Aquaculture Europe 2023

September 18 - 21, 2023


Add To Calendar 19/09/2023 16:45:0019/09/2023 17:00:00Europe/ViennaAquaculture Europe 2023ficoEst – A TOOL TO ESTIMATE THE BODY COMPOSITION OF FARMED FISHSchubert 5The European Aquaculture Societywebmaster@aquaeas.orgfalseDD/MM/YYYYaaVZHLXMfzTRLzDrHmAi181982



Filipe Soares*1, Andreia Raposo1,2, Rodrigo Mendes1,3,4, Marina Azevedo1,5, Jorge Dias1, Ana Nobre1, Luís Conceição1 and Tomé Silva1

1 Sparos Lda., Área Empresarial de Marim, Lote C, 8700-221 Olhão, Portugal

2 Instituto de Ciências Biomédicas Abel Salazar (ICBAS-UP), Universidade do Porto, Rua de Jorge Viterbo Ferreira 228, 4050-313 Porto, Portugal

3 Centre of Marine Sciences, CCMAR, University of Algarve, 8005-139 Faro, Portugal

4 Departamento de Fisiología, Facultad de Biologia, Universidad de Murcia, 30003, Murcia, Spain

5 Department of Biology, University of Bergen, Bergen, Norway



Estimating the body composition of fish is an important step in fish nutrition, as it is the basis to calculate nutrient retention efficiencies and utilization rates. In fish nutrition studies, nutrient retention can be used to assess the nutritional quality of diets, but also to support the definition of nutrient requirements and the estimation of nutrient waste outputs. From the point of view of fish farmers, knowing the body composition of fish more regularly throughout the production cycle can help in the search for more effective feeding strategies and also to have a better quality-control of their products.

Usually, body composition of fish is estimated through analytical methods, such as the ones described by the Association of Official Analytical Chemists (AOAC). Despite being reliable and robust methods to estimate the body composition of fish, these analytical methods are not always a viable option to estimate the body composition of fish, since they are time-consuming and expensive. This translates into a limitation of the number of samples collected for body composition analysis, which can hinder a detailed analysis of nutrient flux in fish.

Here we present ficoEst, a public web-tool for researchers and fish farmers to estimate the body composition of farmed fish ( ficoEst uses calibrated and validated mathematical models to provide estimates on the body composition of different fish species (i.e., gilthead seabream, European seabass, meagre, rainbow trout, Atlantic salmon and Nile tilapia). ficoEst can be seen as a complementary tool to support studies on fish nutrition or to increase information collected at the farm level, whenever analytical methods are not a viable option.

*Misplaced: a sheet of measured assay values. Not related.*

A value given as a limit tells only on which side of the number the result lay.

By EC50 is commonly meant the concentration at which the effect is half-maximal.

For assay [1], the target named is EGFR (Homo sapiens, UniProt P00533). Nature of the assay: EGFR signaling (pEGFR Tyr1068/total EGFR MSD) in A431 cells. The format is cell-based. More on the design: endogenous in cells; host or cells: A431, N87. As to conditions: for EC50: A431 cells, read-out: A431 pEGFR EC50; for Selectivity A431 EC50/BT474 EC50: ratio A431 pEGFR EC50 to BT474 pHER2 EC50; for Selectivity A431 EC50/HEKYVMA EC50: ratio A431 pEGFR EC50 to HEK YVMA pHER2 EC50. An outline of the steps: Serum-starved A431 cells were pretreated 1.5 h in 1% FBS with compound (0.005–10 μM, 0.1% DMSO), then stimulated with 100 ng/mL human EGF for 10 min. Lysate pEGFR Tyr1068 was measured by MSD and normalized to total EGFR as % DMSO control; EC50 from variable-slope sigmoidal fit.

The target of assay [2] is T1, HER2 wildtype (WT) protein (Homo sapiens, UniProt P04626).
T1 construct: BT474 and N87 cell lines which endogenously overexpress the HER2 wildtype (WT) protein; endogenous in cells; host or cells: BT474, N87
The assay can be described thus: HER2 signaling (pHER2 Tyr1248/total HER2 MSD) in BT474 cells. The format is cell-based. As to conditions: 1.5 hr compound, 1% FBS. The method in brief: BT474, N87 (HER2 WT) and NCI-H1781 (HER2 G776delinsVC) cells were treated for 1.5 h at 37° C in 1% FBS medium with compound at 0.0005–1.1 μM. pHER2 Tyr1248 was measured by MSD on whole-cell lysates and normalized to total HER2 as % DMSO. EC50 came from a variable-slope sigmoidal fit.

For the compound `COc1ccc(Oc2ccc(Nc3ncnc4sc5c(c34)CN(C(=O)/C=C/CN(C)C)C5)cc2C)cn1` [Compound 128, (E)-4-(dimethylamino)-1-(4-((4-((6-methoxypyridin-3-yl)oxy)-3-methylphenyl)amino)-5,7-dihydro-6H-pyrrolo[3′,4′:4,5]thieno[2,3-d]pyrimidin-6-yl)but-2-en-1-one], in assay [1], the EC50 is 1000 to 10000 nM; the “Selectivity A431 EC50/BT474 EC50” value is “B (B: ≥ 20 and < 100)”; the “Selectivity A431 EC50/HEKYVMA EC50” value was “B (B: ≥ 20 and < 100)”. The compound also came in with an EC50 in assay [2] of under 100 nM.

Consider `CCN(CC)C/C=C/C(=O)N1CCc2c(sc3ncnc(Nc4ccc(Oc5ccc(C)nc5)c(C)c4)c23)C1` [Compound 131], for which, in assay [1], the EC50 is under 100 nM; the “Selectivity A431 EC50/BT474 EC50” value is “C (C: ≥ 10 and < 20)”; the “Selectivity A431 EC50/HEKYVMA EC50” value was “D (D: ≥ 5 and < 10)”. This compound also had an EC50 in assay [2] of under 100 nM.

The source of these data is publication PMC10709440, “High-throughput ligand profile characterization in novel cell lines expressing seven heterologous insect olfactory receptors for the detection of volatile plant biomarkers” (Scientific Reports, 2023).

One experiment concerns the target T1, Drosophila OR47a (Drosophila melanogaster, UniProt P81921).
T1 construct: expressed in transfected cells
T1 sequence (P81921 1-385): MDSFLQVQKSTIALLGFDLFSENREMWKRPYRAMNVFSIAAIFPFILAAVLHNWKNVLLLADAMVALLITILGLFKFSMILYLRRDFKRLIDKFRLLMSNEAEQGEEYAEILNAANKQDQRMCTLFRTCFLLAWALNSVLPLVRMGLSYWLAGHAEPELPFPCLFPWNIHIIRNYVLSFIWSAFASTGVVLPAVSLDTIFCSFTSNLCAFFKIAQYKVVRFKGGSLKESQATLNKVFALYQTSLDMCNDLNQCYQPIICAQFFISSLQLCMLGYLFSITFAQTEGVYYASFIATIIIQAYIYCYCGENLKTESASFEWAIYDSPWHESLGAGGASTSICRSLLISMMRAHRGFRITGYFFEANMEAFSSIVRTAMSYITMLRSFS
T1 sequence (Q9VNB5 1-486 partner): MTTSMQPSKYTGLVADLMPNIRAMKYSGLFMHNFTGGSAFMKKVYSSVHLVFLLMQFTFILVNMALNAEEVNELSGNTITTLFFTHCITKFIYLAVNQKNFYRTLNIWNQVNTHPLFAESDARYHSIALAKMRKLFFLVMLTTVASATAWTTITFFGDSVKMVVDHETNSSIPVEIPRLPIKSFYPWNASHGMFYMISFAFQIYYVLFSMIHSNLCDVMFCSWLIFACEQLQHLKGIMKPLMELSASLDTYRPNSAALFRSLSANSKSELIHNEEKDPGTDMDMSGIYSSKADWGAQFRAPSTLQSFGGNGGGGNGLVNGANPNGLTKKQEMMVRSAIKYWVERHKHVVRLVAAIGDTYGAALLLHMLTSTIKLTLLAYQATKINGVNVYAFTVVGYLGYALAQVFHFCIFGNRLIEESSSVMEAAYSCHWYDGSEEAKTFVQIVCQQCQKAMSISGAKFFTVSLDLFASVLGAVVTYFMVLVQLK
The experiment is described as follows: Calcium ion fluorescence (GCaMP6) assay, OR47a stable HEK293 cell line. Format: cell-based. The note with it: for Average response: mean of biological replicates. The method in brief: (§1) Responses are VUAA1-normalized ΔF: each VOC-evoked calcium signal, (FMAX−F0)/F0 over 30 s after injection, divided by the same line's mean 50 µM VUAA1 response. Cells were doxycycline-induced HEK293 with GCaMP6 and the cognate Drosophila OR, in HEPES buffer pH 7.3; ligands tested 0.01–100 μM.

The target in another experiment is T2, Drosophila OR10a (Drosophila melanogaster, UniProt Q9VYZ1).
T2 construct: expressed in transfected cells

Data collection and model development

Data on the whole-body composition of fish were collected for the abovementioned fish species. All data was processed into a standard format and analyzed. The outcomes of the data analysis process were crucial in providing a solid foundation for the model development phase, e.g., for identifying the key explanatory variables.

Different types of models and calibration methods were developed and tested, aiming to select the best methods in estimating the body composition of fish. All developed models fall into one of the following three families:

  • BC1: models that consider only the body weight of fish as input;
  • BC2: models that consider the body weight and water percentage of fish as inputs;
  • BC3: models that consider the body weight, water and ash percentage of fish as inputs.

To select the best combination of model and calibration method (e.g., least squares, Huber loss minimization, mixed-effects, seemingly unrelated regressions), per family, we used cross-validation, where different error metrics were evaluated (e.g., MAPE, RMSE, AE). After selecting the model and calibration method to use per family, the models were calibrated and validated for each species. Figure 1 shows the model validation results for the BC3 model (similar analysis was conducted or BC1 and BC2 models, but not presented here).

Tool implementation

All modules that compose the ficoEst tool were implemented in R. The back-end engine consists of different functions used to: compile, process, and plot data; evaluate, calibrate, validate and run models; and generate reports. The front-end (i.e., user-interface) consists of functions used to create input controls, and informational and navigational elements. Figure 2 shows the user-interface. To get estimates on the crude protein, crude lipids, water, ash, phosphorus and energy content of fish, users need to enter data on the body weight, and/or water and ash content of fish (depending on the model selected).


This work is part of project 47175_FICA, supported by Portugal and the European Union through FEDER/ERDF, COMPETE 2020 and CRESC Algarve 2020, in the framework of Portugal 2020.